Tay

Ji by Elaine Lembo

island's two biggest boatyards—Spice Island Marine and Grenada Marine—expanded haulout and storage facilities. Cruisers started talking about taking their boats to Grenada for haulout and refit instead of sailing the extra miles to Trinidad. Chandleries and canvas businesses started up.

Behind the development frenzy were facts. Recommendations in a 2001 report of the U.N.-sponsored Economic Commission for Latin America and the Caribbean included statistics revealing that the cruising community con-

Against a backdrop of blue tarps, the workboat fleet races in the Grenada Sailing Festival 2005.

tributed nearly half of the country's annual gross tourism receipts, about three times more than the amount from cruise-ship visits. To address Grenada's increasing popularity, the Board of Tourism created the position of development officer

for yachting and cruise ships. It also invited Laura Fletcher, president of the Marine and Yachting Association of Grenada (MAYAG), to join the board. Fletcher became not just a liaison for the private sector and sailors but also an ambassador for the country in its efforts to distinguish itself from St. Vincent and the Grenadines and attract forms of tourism with longterm benefits to residents.

What a difference a day can make.

When Ivan came, it brought widespread destruction totaling nearly US$900 million, according to the Grena-dian government. Direct damage to 400 of the 800 sailboats on the island at the time was estimated at US$40.5 million. But no less stunning is the speed with which the recovery's begun. Substantial help came from Caribbean and North American governments, international agencies including USAID, humanitarian groups, and the Cuban government. Par

Jason Fletcher, owner of Grenada Marine, checks a boat's ratchet straps and cradle, two key components of the yard's post-Ivan innovations.

ticularly instrumental is the Agency for Reconstruction and Development, set up by the Grenadian government to coordinate domestic reconstruction activity.

The marine industry has worked hard to ensure that a decade of growth isn't compromised. Acknowledging that their home is indeed susceptible to hurricanes, the marine sector has redoubled its safety and maintenance procedures. The scene is lively again, crews have returned, and begun registering boats in the popular La-Source Grenada Sailing Festival, which takes place January 27 to 31, 2006, off the island's southwest coast.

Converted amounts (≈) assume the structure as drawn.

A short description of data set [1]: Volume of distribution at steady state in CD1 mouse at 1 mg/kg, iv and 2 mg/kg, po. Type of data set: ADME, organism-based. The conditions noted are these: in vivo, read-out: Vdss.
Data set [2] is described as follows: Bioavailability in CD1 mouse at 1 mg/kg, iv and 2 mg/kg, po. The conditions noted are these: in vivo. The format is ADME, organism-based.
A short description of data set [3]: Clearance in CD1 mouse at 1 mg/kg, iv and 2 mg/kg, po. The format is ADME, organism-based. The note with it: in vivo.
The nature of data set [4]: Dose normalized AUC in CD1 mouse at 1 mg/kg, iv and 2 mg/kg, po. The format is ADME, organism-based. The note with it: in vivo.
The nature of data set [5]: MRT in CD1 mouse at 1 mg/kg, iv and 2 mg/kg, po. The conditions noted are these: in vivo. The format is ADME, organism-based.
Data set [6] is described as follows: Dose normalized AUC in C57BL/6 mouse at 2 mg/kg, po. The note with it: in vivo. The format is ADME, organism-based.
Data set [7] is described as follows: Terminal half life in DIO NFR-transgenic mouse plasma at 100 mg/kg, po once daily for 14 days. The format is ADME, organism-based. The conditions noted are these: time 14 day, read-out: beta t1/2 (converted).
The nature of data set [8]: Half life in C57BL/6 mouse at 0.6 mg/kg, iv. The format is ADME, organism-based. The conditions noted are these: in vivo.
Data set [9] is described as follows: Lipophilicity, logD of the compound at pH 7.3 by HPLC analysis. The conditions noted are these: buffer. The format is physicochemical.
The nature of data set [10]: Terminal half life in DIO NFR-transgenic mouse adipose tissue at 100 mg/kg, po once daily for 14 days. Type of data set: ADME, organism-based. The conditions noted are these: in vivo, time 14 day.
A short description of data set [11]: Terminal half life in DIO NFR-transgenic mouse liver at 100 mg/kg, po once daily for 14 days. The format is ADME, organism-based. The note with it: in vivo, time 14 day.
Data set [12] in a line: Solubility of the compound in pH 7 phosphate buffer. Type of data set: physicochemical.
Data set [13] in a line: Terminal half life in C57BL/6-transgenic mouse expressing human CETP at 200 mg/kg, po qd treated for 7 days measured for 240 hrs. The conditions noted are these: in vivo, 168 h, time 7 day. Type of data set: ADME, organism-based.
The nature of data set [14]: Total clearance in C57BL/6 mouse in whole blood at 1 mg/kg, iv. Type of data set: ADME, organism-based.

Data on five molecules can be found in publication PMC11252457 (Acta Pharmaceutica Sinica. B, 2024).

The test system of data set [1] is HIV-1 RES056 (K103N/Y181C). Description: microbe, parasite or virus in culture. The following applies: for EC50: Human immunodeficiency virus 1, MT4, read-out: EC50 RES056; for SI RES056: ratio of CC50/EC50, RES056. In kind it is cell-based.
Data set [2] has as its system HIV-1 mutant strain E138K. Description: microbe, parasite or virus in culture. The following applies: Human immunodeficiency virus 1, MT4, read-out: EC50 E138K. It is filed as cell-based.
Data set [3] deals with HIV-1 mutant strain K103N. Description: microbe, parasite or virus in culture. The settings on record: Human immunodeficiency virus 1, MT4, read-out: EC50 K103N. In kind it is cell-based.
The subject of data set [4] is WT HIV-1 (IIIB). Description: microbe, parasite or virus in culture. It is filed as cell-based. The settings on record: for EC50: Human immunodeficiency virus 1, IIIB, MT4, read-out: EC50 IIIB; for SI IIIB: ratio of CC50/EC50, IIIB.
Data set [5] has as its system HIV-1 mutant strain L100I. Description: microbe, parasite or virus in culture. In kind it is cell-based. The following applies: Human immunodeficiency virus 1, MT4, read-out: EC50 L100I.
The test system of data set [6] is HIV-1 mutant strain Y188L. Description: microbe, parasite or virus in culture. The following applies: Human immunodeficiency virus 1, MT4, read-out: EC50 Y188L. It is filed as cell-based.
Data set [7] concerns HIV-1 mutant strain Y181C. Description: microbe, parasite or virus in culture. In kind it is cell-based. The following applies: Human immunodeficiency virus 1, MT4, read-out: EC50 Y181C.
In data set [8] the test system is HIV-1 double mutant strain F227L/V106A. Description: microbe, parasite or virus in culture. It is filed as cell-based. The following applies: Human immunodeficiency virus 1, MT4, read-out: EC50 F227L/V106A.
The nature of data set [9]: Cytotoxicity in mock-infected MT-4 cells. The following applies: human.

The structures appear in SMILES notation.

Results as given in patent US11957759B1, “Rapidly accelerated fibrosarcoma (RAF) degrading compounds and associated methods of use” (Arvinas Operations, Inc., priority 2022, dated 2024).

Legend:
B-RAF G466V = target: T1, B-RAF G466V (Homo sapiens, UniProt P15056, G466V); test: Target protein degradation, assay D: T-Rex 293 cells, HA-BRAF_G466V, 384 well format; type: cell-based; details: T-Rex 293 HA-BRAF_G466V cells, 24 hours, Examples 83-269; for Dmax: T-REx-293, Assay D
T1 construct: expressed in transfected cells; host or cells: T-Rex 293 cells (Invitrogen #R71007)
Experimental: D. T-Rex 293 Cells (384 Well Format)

For Horizon Yacht Charters, the island's sole bareboat company, bookings are up. "We've come a very long way," said James Pascall, director. "There's been a lot of growth in the marine sector of Grenada's economy, and it's continuing." Pascall is working with MAYAG to simplify customs procedures for bareboaters as well as for cruising sailors.

At both Grenada Marine and the harder-hit Spice Island Marine, the pace is starting to feel familiar again. According to Justin Evans, general manager at Spice Island, when Ivan hit, the boatyard, in its 21st year of business, had just put the finishing touches on a major expansion and relocation across Prickly Bay. "The timing of Ivan was unbelievable," said Evans. "The weekend before, we were sitting around saying that it's the first time a bunch of Grenadians are making money. Obviously, business is off this year, but next year we should be right back where it was."

Despite the massive destruction to its physical plant as well as to the 170 boats on its premises, the yard has repaired every-

BEFORE AND AFTER: Ivan's calling card is deposited at Spice Island Marine (above, left); a year later and with the same hillside as backdrop, the yard and staff (above) make a comeback.

thing, improved facilities, and expanded services. Catamarans and monohulls are stored separately, as are boats with and without rigs; all hauled boats are tied down to anchorage points on the ground. Grenada Marine, at St. David's, experienced much less storm damage, but it too turned adversity into an opportunity, according to Laura Fletcher, who runs the business with her husband, Jason, when she's not acting on behalf of MAYAG.

Among other changes, the yard has installed a ground anchoring system for hauled boats, a new cradle system, and mast racks; it's also rebuilt three buildings on its premises, resurfaced ground covering, and constructed a new dinghy dock.

So maybe Ivan really did do Grenada a favor. Evans of Spice Island Marine is certainly convinced.

"I think people will be absolutely shocked when they see Grenada," he said. "The trees have their leaves. Every restaurant that was open before Ivan is now open again. The island is continuing to move forward."

Cruisers interested in MAYAG or information about sailing to Grenada this winter may e-mail Fletcher ([email protected] caribsurf.com). Find general information about Grenada by e-mailing Danny Donelan at the Board of Tourism ([email protected]) or by visiting the board's website (www. grenadagrenadines.com).

Elaine Lembo

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The Age of Reliance and an Americas Cup Dynasty

Fresh out of college and spending the summer of 1997 in Newport, Rhode Island, as deckhand aboard Shamrock V, Chris Pastore experienced a memorable afternoon when the grace and power of Sir Thomas Lipton's famous green-hulled J-class yacht became apparent.